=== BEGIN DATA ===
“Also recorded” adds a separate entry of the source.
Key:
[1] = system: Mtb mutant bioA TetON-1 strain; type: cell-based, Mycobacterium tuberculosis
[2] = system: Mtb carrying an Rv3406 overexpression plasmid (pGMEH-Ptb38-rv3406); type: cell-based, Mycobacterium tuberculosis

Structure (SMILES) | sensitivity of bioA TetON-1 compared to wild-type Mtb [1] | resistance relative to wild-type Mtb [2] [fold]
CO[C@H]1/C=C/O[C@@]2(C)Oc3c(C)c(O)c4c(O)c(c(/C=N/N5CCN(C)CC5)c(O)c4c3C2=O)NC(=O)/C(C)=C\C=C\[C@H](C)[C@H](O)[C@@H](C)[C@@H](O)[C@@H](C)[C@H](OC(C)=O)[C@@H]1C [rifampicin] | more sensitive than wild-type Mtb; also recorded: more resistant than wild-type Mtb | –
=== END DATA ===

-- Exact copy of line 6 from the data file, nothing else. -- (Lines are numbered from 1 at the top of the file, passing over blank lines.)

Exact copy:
CO[C@H]1/C=C/O[C@@]2(C)Oc3c(C)c(O)c4c(O)c(c(/C=N/N5CCN(C)CC5)c(O)c4c3C2=O)NC(=O)/C(C)=C\C=C\[C@H](C)[C@H](O)[C@@H](C)[C@@H](O)[C@@H](C)[C@H](OC(C)=O)[C@@H]1C [rifampicin] | more sensitive than wild-type Mtb; also recorded: more resistant than wild-type Mtb | –